There are over 3.7 million positions in the U.S. that utilize Customer Relationship Management (CRM) software, and that number is expected to grow 9% by 2030. Every kind of business uses it, from tech companies to hospitals to state governments. So there are significant career opportunities for anyone who has the right training.
But training isn’t everything to get a new job in a new field. Students need career support. They need someone on their side who can help them navigate the ins-and-outs of a job search.
It matters that students, especially non-traditional students like working adults, don’t have to go it alone when they’re making a big change in their careers.
That’s why Calbright’s free program in CRM Platform Administration doesn’t just give someone the skills they need for a valuable Salesforce certification — it also connects them with our Career Services program, which helps students find the right jobs, prepare their resumes, and be ready for interviews.
Getting a Better Job Is Easier When You Don’t Have To Do It Alone
Calbright’s free Career Services program helps students with every aspect of their job search, including:
- Helping them build a resume that will attract the attention of employers working with CRM software
- Setting up and developing their LinkedIn profile
- Identifying the kind of job, in the kind of industries in which students want to work
- Providing networking opportunities with CRM professionals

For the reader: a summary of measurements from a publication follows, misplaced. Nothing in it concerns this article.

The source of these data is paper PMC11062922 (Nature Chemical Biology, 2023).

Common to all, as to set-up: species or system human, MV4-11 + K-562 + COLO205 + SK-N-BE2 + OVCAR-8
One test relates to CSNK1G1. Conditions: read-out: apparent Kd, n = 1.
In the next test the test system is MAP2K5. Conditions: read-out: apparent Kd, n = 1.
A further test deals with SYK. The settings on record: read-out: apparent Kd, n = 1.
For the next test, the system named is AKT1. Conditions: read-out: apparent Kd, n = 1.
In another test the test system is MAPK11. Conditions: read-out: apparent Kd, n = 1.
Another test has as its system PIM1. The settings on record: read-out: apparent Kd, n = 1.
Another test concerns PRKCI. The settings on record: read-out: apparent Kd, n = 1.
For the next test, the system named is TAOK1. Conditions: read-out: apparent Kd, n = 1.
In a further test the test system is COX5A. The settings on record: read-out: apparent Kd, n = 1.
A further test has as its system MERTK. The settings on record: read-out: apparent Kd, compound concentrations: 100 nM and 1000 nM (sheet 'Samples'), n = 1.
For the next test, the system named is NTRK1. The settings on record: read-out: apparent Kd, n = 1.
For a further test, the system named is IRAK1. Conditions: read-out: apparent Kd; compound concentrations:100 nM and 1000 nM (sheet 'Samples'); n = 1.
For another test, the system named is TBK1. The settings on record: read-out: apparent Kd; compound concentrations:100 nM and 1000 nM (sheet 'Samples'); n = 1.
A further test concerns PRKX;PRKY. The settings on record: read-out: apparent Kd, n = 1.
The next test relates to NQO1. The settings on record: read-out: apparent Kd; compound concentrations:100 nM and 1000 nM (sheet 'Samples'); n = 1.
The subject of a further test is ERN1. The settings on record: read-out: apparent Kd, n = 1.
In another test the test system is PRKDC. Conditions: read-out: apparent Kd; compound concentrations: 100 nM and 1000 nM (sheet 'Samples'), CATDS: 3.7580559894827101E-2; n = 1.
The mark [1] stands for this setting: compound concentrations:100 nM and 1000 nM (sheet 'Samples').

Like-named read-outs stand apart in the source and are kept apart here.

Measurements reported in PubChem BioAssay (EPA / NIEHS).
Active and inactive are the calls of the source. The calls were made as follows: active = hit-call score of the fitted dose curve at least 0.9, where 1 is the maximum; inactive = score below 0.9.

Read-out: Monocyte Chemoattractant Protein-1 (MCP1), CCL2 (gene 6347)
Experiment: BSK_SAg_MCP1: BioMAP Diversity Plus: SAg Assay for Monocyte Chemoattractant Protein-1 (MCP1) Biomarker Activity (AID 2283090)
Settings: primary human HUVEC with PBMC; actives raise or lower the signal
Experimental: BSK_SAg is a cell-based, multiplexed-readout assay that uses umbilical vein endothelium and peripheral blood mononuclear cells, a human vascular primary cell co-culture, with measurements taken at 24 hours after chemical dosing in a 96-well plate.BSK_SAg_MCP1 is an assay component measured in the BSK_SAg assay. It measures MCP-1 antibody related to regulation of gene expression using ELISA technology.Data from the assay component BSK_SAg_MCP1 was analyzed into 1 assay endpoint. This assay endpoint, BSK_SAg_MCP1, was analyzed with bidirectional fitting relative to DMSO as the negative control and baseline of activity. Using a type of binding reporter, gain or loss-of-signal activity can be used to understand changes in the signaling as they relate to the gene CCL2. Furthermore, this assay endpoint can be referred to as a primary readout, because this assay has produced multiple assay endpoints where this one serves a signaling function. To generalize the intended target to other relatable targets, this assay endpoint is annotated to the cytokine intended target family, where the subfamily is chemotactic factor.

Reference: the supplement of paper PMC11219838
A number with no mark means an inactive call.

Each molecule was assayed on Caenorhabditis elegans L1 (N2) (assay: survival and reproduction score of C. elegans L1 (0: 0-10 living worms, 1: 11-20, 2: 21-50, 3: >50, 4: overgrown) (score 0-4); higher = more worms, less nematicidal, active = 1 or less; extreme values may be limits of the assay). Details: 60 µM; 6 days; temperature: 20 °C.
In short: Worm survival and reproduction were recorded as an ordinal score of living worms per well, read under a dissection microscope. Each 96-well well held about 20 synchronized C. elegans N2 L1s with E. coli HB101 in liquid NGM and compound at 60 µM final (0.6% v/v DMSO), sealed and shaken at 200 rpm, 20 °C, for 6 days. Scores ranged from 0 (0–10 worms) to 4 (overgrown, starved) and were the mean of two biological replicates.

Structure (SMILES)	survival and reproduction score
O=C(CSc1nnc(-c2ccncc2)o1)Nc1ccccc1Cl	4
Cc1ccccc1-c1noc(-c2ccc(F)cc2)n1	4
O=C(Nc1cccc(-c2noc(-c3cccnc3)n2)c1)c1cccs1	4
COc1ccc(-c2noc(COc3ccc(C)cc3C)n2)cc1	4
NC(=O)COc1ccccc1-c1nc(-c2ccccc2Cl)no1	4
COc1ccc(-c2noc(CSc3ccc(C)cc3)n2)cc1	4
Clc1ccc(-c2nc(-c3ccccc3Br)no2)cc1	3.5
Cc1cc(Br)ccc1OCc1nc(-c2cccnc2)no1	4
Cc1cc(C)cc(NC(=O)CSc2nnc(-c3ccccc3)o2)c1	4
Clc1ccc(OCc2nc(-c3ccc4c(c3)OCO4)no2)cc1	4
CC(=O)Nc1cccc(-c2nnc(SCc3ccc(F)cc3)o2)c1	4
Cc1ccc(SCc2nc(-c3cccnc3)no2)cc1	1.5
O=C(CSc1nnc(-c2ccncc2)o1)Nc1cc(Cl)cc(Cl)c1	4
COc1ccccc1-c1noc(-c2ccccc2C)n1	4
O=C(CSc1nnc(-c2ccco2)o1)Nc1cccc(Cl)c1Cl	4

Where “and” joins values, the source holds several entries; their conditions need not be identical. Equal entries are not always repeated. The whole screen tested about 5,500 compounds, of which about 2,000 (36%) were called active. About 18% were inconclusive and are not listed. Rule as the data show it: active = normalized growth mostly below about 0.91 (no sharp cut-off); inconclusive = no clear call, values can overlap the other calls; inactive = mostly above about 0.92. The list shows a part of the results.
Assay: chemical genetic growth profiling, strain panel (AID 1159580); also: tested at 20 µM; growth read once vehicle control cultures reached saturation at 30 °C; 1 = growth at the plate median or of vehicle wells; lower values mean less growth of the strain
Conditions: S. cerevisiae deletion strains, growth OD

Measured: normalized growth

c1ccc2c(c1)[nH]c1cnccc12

- Getting industry advice through workshops and panels
- Practice interviews to help students get ready
- Career counseling and coaching
These are practical, specific, steps that students can take to stand out in the field, which is so important when they’re changing careers and transitioning into technology.
Leverage The Skills You Have For The Job You Want
But Clipper Willis, Calbright’s Career Center Coordinator, says that the biggest step they can take to help students prepare for a career in CRM is to identify what skills the student already has that are in demand, and then helping them talk about those skills – on their resume and in interviews – in a way that will appeal to industry hiring managers.
“As Calbright Students begin to learn both technical and non-technical “soft” skills in the CRM program, we also help them align their unique work histories and experiences to the technology industry,” Willis said. “Many of the skills a student already has are not only transferable, but very sought after in the technology industry. Helping students identify them and put them forward is a key step in landing a Customer Relationship Management Administrator position.“
Based on Calbright’s research with hiring managers and recruiters, people tend to excel in CRM positions when they have excellent communication skills, attention to detail, and great interpersonal skills.
There are a lot of jobs that require these same skills that people don’t see as a stepping stone into technology. But jobs like classroom assistant, customer service representative, and hospitality support, all routinely use the skills that make for a successful, high paying, CRM job. Students just need to learn the technical side and know how to talk about themselves in a way that hiring managers will understand.
“It is possible to use the skills you have to position yourself for the job you want,” Willis says. “That’s what we help students do.”
Thousands of people are ready for a new, high paying career in technology. They just need a credential they can get in six months or less, and a little help navigating a new industry.